AI to the Rescue?
If you spend anytime on line, you most likely have read or clicked on a FAKE NEWS story or posting. As one of the over riding complaints by certain politicians that fake news is produced by fake media, it has been become a very real threat to real life. Part of the fake new problem can be identified in the recent launch of Hillary Clintons book What Happened.
According to Review Meta, a watchdog site that analyzed the 1600 reviews that were posted within hours of the books release. Amazon had deleted nearly 1200 of these reviews as having come from bots or paid negative review writers, or ‘incentivized’ reviews.
Unlike fake news stories that someone writes and then tries to spread virally through social media, artificial reviews work only if they are manufactured in volume and posted to sites where a particular item is sold or advertised. The outcome of such efforts can mean the difference of millions of dollars. Companies like Yelp, which launched in 2004, was founded to provide reviews of products. Yelp has long been aware of fake reviews as they have posted around more than 135 million reviews covering about 2.8 million businesses since launching.
Yelp has been using a machine technique called Deep Learning to filter there reviews. Deep learning requires an enormous amount of computation and entails feeding vast data sets into large networks of simulated artificial “neurons” based loosely on the neural structure of the human brain.
Yelps programs and security were based on human reviewers. Now that automated appraisals are available, its been shown that humans will respond to machine reviews in the affirmative nearly as often as with human reviews. “We have validated the danger of someone using AI to create fake accounts that are good enough to fool current countermeasures,” says Ben Zhao, a Chicago professor of computer science who will present the research with his colleagues next month at the ACM Conference on Computer and Communications Security in Dallas.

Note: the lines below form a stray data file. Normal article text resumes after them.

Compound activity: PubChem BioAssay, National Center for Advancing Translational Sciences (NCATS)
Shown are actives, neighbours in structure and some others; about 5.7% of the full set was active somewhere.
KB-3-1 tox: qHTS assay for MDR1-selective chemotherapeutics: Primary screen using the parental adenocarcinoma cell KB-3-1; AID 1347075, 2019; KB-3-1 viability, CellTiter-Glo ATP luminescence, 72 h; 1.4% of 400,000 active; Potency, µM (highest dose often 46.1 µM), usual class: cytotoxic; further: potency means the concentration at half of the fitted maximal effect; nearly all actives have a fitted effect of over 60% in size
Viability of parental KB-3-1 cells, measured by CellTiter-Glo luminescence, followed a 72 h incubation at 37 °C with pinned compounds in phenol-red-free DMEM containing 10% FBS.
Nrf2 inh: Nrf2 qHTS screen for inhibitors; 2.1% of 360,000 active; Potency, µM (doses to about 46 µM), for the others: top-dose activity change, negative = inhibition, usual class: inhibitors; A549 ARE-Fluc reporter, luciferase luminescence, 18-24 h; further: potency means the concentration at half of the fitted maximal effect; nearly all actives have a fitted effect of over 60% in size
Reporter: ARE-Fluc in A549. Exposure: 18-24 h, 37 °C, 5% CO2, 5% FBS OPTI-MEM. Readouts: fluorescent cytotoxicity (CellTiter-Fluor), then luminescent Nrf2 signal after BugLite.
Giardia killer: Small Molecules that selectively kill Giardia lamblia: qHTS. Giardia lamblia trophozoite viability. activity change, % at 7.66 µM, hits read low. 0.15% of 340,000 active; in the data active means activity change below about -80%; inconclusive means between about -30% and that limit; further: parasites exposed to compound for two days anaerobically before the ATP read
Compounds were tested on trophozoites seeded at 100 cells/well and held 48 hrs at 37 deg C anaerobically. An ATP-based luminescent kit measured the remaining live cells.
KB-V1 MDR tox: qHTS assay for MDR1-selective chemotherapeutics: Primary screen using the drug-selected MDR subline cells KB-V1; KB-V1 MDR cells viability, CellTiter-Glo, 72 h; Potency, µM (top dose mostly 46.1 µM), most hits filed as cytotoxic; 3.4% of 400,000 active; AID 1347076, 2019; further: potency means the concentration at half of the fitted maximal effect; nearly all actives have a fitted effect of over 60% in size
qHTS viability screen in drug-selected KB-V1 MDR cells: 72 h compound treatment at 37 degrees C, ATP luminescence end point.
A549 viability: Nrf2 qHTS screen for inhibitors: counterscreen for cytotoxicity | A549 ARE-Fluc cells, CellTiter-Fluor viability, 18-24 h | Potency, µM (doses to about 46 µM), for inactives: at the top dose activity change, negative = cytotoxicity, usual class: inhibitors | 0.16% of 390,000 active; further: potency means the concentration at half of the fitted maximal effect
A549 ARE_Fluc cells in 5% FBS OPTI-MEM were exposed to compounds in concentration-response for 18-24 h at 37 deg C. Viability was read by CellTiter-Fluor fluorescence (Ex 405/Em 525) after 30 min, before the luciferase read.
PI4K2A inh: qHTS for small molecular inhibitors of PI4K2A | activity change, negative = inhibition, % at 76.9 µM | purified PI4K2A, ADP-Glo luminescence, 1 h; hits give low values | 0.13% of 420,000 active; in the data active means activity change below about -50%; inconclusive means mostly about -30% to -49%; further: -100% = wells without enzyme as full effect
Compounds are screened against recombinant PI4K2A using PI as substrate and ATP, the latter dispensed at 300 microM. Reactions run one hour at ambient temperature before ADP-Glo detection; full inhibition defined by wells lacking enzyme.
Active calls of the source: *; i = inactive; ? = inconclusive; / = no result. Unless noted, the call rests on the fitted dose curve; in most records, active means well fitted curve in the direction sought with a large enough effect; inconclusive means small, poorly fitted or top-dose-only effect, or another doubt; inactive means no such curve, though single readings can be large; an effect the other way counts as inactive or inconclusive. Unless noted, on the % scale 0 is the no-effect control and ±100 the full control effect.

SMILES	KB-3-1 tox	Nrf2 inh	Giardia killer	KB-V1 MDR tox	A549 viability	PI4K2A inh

Like Yelp, Amazon and other Web sites use filtering software to detect suspicious reviews. This software is based on machine-learning techniques similar to those the researchers developed to write their bogus evaluations. Some filtering software tracks and analyzes data about reviewers such as their computers’ identifying internet protocol (IP) addresses or how often they post. Other defensive programs examine text for recurring words as well as phrases that may have been plagiarized from other Web sites.
There is more to come regarding the battle over what is REAL fake news and what is FAKE Fake news. Luckily articles intended purely to spread falsehoods and misinformation are currently written by humans in order to come off as authentic.
Filippo Menczer, a professor of informatics and computer science at the Indiana University School of Informatics and Computing recently said that “is something that a machine is not capable of doing with today’s technology. Still, skilled AI scientists putting their effort into this not-so-noble task could probably create credible articles that spread half-truths and leverage people’s fears.”